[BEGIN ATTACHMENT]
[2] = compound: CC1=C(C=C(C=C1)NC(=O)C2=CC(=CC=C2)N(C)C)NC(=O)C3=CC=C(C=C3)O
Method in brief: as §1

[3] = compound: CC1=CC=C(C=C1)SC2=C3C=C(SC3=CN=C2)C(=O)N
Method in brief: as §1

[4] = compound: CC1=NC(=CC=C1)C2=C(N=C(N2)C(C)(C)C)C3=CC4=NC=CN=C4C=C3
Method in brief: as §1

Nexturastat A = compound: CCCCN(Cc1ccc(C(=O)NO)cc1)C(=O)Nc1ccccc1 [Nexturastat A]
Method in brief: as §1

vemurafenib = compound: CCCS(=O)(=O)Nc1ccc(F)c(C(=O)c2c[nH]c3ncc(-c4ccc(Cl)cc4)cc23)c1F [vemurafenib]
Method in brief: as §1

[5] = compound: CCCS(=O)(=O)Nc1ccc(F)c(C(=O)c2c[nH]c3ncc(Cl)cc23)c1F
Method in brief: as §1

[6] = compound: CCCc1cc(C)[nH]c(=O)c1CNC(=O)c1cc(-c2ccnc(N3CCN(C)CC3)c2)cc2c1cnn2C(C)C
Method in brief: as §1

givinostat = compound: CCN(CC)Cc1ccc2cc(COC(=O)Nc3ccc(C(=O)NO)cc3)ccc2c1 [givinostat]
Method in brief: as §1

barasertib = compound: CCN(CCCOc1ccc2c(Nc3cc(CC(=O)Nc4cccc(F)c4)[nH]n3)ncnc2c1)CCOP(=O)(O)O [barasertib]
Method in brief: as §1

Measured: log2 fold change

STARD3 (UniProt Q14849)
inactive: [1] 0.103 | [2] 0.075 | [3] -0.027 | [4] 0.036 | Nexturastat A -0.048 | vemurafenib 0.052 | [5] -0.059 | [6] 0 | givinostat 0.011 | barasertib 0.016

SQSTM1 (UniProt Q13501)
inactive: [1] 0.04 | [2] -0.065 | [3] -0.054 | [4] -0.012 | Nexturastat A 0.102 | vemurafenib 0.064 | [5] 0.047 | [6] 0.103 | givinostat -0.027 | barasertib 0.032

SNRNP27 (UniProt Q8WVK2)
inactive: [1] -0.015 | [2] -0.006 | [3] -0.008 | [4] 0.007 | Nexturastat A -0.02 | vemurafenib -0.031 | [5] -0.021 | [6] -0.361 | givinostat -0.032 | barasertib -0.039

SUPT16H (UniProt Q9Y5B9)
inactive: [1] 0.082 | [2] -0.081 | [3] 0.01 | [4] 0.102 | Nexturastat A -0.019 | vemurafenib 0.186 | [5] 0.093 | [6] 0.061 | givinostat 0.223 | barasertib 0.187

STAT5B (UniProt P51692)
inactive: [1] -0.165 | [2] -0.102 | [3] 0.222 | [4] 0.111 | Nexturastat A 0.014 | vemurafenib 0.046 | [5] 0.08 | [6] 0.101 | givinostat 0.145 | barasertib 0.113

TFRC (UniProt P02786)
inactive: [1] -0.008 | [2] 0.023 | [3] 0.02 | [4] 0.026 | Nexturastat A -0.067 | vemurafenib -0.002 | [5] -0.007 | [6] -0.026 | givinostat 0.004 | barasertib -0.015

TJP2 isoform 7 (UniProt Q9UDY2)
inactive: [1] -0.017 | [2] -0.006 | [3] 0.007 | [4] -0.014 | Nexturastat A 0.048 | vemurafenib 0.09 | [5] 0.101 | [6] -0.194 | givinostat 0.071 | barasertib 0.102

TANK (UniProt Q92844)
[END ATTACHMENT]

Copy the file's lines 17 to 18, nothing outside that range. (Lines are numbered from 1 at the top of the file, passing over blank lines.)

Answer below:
barasertib = compound: CCN(CCCOc1ccc2c(Nc3cc(CC(=O)Nc4cccc(F)c4)[nH]n3)ncnc2c1)CCOP(=O)(O)O [barasertib]
Method in brief: as §1